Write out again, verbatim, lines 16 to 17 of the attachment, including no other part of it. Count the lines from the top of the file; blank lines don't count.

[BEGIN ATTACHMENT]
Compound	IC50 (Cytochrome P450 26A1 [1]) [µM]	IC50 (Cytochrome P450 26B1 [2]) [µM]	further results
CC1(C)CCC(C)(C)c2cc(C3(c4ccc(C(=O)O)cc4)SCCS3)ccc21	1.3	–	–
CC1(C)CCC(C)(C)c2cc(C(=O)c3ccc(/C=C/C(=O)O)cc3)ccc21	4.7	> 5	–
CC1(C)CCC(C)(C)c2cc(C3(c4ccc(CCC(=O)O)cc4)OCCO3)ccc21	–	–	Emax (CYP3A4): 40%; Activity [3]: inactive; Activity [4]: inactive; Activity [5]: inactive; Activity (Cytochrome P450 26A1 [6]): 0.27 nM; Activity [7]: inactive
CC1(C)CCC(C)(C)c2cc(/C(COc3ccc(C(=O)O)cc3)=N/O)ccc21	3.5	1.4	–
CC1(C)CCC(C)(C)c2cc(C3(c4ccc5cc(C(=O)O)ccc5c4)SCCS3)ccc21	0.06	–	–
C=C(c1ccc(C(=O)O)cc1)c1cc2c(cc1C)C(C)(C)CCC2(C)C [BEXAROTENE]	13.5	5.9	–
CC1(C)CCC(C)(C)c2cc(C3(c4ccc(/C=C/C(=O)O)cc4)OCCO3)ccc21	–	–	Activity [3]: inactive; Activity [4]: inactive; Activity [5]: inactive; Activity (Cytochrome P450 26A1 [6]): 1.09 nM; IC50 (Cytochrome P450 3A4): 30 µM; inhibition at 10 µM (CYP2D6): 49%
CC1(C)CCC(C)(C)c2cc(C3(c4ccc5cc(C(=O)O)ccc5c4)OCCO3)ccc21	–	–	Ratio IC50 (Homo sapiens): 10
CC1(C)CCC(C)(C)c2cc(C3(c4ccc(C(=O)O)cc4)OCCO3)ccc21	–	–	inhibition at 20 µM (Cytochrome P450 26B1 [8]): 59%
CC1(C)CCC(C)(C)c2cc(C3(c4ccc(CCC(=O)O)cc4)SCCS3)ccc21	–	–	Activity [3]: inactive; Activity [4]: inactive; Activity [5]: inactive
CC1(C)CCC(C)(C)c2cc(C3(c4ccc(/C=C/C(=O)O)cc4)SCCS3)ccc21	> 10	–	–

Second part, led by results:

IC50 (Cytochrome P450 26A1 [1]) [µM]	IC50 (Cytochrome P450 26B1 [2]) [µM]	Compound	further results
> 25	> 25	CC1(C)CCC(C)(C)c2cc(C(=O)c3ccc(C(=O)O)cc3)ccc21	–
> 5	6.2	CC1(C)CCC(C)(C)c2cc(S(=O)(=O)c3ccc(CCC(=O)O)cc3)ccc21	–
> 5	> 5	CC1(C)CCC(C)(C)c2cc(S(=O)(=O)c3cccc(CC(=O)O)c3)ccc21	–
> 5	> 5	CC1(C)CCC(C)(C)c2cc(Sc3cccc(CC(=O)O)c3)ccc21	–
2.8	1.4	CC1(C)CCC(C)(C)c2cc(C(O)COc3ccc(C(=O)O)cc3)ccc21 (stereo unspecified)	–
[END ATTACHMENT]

> 5	6.2	CC1(C)CCC(C)(C)c2cc(S(=O)(=O)c3ccc(CCC(=O)O)cc3)ccc21	–
> 5	> 5	CC1(C)CCC(C)(C)c2cc(S(=O)(=O)c3cccc(CC(=O)O)c3)ccc21	–